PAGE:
If you don't believe me on this one I would strongly encourage you to get a gauss meter and measure your own notebook computer and see for yourself. Fortunately my favorite gadget, the iPad, measures within acceptable ranges so I continue to use that without an external keyboard.

However there are additional considerations on using a notebook computer, which I discuss below.

Why Your Reproductive Health May be Especially at Risk

If you're a man who uses a laptop often, and you would like to have children in the future, or simply protect your reproductive health, consider this a warning … In the first study to evaluate the direct impact of laptop use on human sperm, published in the journal Fertility and Sterility, those exposed to a wireless internet-connected laptop showed a significant decrease in sperm motility and an increase in sperm DNA fragmentation. And this was after just four hours of exposure. Researchers concluded:

"We speculate that keeping a laptop connected wirelessly to the internet on the lap near the testes may result in decreased male fertility."

The culprit? Once again, it appears the electromagnetic radiation generated during use of wireless devices, similar to that generated during cell phone use, may have a devastating impact on your fertility.

Previous studies have found that laptop use may damage sperm through athermal effect, that is, by heating up the scrotum during use (this occurred even when a lap pad was used, most likely because the mens' closed leg position, required to balance the laptop, also contributed to the heating effect).i However the current study found laptop use also leads to non-thermal adverse effects, which means even if you manage to avoid the heating effect, laptop use, on your lap, may still damage your fertility.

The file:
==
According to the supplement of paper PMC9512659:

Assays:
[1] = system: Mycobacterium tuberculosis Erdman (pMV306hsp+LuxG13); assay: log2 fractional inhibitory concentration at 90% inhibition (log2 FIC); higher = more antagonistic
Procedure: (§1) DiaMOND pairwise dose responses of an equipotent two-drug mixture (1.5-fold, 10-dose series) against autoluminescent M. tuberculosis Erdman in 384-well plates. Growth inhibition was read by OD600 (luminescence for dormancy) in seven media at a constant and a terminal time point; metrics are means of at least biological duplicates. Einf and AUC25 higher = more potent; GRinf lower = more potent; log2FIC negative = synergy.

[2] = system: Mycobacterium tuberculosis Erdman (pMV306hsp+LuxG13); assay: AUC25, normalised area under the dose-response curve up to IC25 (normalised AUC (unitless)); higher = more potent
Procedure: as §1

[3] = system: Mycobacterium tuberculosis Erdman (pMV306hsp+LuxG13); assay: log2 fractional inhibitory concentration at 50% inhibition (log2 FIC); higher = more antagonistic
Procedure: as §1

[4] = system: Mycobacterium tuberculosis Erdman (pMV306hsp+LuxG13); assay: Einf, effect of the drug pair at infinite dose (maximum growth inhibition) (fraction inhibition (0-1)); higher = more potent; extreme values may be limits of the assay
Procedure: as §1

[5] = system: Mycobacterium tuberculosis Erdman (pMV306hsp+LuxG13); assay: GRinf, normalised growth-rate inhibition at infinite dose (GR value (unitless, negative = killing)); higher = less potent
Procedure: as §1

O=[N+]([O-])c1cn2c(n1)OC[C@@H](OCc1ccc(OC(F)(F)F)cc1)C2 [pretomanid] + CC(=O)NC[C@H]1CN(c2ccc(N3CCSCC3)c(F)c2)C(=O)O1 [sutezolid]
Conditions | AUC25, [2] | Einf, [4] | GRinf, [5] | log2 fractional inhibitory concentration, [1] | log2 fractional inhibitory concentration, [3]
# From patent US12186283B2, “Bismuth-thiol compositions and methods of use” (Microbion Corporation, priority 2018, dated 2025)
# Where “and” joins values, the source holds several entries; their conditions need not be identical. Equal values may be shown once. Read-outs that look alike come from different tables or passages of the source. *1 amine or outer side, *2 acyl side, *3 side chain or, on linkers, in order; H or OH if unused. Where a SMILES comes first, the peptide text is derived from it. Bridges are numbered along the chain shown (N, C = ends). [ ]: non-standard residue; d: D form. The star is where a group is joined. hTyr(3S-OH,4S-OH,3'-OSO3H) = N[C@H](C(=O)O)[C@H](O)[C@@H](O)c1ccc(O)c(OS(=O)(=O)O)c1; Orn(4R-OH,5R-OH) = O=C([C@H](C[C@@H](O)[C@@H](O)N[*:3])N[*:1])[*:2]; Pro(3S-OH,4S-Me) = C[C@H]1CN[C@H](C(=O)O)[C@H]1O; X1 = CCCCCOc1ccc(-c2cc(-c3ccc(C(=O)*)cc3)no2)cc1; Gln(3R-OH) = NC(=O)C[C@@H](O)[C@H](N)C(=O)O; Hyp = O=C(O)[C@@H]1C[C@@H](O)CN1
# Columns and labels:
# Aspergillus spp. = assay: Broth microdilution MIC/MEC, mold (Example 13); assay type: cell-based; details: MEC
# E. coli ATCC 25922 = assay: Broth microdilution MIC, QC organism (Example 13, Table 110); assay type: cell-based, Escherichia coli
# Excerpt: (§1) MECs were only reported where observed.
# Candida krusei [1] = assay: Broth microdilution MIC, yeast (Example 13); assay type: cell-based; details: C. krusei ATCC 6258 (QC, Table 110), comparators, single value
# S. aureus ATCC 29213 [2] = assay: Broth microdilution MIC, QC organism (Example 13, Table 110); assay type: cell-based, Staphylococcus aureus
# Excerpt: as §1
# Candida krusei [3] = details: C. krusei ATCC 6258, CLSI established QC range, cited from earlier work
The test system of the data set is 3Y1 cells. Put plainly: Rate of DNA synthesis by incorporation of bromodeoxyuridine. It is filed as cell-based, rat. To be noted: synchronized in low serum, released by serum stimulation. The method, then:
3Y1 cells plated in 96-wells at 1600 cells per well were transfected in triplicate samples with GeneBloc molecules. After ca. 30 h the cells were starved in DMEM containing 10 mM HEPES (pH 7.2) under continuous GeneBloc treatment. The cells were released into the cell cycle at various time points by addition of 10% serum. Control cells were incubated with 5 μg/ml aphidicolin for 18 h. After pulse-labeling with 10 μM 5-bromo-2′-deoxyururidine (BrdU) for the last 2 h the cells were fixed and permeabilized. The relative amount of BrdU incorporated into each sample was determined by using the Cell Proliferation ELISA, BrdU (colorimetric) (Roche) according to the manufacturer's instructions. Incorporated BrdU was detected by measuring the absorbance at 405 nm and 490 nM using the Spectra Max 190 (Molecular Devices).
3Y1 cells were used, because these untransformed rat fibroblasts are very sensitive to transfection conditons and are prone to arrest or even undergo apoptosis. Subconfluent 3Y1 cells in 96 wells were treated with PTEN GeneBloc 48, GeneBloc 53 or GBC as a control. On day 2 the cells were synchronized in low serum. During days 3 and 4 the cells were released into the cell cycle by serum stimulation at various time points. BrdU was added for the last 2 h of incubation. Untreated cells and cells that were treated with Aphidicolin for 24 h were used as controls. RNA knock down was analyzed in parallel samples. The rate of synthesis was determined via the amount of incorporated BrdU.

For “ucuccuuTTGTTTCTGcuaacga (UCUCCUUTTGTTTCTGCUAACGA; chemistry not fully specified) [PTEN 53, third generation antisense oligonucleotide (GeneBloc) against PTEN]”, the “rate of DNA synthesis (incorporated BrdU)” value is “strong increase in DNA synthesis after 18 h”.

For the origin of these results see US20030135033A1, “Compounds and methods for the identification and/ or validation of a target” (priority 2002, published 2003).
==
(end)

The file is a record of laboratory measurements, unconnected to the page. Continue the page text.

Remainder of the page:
This is an area that deserves immediate and serious attention, considering use of wireless technologies is growing at an exponential rate. And it's not only laptops that are the problem … According to a study published in Fertility and Sterility in 2008, statistically significant changes were found in mens' sperm count and health of the sperm based on cell phone use, too. Their conclusion? 

"Use of cell phones decreases the semen quality in men by decreasing the sperm count, motility, viability and normal morphology. The decrease in sperm parameters was dependent on the duration of daily exposure to cell phones, and independent of the initial semen quality."

 

One another research gives these following findings

Though more research is needed, using your laptop on your lap for long periods of time may affect your sperm quality and quantity. This is due to the heat the laptop generates. Testicles are more vulnerable to heat than ovaries, so women are unlikely to be affected in the same way. 

Research suggests that an increase in testicle temperature is closely linked to poor sperm quality and a temporary decrease in sperm production. Some fertility experts advise that while you're trying for a baby you should avoid using anything that could overheat your testicles.

This includes  heated waterbeds, saunas, electric blankets and spabaths.

In one study, men who had working laptops on their laps for an hour had an average increase in scrotal temperature of about 2.7 degrees C. But this was a small study and we can't say for certain that this has a negative effect on men's fertility. 

In addition, connecting to the internet using Wi-Fi while the laptop is on your lap may expose your testicles to radio-frequency electro-magnetic waves (RF-EMW). 

One study tested the effect on sperm outside of the human body. After four hours of exposure to Wi-Fi, sperm were less able to swim, and had changes in their genetic code (DNA). However this isn't enough evidence to prove that it will harm your fertility. 

The Final word

We saw quite a few view, opinions and research reports which all suggest that usage of laptop on our laps is definitely harmful so to play it safe while you’re trying to conceive, place your laptop on a desk or table when you use it, rather than on your lap.

 


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Modified on 29/11/2017